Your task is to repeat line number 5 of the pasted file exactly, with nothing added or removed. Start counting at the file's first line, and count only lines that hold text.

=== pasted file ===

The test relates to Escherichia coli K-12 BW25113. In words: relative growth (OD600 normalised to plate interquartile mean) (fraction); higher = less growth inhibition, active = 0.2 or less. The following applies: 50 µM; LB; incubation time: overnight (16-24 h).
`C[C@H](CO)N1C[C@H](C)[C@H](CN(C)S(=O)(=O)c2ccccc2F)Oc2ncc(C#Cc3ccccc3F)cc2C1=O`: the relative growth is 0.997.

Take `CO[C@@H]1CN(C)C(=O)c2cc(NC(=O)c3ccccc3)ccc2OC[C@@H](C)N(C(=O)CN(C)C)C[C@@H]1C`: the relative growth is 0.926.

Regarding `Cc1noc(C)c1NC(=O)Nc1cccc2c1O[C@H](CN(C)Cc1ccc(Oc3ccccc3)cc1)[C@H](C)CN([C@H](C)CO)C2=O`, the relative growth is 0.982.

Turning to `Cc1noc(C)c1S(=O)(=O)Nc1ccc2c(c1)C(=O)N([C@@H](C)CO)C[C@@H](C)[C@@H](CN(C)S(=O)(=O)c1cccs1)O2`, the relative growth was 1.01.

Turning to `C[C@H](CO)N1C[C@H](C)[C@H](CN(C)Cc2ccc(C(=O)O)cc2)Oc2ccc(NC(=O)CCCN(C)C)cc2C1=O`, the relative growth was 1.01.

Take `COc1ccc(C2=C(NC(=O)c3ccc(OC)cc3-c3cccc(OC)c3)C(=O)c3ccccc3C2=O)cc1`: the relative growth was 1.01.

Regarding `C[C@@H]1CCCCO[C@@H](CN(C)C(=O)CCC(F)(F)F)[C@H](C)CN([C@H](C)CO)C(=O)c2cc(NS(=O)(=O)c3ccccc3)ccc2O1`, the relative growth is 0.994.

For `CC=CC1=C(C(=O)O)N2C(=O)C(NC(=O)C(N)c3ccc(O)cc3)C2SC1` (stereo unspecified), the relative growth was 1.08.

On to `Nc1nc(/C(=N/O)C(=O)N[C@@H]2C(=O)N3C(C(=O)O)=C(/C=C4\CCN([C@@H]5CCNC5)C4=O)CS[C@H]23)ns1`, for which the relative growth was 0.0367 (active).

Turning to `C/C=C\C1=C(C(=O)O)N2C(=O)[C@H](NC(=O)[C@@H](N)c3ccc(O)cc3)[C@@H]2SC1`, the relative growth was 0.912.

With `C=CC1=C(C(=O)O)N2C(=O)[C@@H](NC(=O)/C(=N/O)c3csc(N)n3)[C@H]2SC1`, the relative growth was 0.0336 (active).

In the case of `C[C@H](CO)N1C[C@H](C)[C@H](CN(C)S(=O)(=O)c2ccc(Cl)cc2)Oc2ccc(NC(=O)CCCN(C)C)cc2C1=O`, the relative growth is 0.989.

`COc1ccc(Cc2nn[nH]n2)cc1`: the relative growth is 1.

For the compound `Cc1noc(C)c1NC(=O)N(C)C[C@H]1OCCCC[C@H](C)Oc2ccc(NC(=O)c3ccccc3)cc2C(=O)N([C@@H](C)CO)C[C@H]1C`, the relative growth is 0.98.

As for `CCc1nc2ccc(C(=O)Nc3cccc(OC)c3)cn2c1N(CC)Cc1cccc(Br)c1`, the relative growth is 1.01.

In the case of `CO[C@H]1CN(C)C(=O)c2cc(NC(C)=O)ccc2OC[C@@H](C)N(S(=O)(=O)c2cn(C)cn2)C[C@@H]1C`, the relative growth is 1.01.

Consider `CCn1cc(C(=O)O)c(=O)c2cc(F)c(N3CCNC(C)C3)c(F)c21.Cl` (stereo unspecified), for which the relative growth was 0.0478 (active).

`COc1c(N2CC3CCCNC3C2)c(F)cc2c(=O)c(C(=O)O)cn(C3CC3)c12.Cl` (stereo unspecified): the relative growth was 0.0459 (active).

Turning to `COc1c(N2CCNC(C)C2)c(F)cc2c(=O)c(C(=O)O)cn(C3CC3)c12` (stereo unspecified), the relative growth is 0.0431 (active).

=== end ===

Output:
Turning to `Cc1noc(C)c1S(=O)(=O)Nc1ccc2c(c1)C(=O)N([C@@H](C)CO)C[C@@H](C)[C@@H](CN(C)S(=O)(=O)c1cccs1)O2`, the relative growth was 1.01.